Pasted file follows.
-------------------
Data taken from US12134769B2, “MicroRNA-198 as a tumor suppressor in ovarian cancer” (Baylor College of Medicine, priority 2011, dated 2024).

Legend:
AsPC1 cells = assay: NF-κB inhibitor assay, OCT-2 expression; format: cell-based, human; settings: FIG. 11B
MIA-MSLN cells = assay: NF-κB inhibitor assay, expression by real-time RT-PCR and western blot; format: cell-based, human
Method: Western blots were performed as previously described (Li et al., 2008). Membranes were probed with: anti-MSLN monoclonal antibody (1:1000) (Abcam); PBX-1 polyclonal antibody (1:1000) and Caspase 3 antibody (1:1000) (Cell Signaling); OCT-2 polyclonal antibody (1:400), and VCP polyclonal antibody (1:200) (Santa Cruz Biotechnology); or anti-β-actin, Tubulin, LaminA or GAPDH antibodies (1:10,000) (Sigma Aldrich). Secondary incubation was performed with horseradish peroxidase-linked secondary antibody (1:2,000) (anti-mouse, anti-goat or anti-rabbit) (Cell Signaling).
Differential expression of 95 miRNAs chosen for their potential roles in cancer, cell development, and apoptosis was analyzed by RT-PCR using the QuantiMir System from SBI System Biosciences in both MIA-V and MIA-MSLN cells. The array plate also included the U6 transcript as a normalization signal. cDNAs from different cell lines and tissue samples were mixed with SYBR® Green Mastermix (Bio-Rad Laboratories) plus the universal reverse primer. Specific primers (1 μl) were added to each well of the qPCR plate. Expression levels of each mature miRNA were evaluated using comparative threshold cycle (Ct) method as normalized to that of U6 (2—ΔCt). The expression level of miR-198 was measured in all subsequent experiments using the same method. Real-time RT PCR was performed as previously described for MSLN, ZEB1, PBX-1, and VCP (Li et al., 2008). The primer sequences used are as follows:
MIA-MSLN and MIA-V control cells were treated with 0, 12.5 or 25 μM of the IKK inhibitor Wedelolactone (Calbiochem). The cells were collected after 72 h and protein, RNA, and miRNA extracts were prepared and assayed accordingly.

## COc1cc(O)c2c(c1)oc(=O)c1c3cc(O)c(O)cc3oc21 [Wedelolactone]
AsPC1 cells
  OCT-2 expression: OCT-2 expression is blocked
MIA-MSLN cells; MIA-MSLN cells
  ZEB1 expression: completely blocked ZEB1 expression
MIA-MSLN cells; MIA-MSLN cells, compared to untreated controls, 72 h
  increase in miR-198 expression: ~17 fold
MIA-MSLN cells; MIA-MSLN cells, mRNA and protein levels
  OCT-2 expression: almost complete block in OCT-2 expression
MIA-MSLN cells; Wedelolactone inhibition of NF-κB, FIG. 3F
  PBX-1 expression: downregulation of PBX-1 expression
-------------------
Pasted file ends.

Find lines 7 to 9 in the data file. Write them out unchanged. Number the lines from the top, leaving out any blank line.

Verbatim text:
MIA-MSLN and MIA-V control cells were treated with 0, 12.5 or 25 μM of the IKK inhibitor Wedelolactone (Calbiochem). The cells were collected after 72 h and protein, RNA, and miRNA extracts were prepared and assayed accordingly.

## COc1cc(O)c2c(c1)oc(=O)c1c3cc(O)c(O)cc3oc21 [Wedelolactone]
AsPC1 cells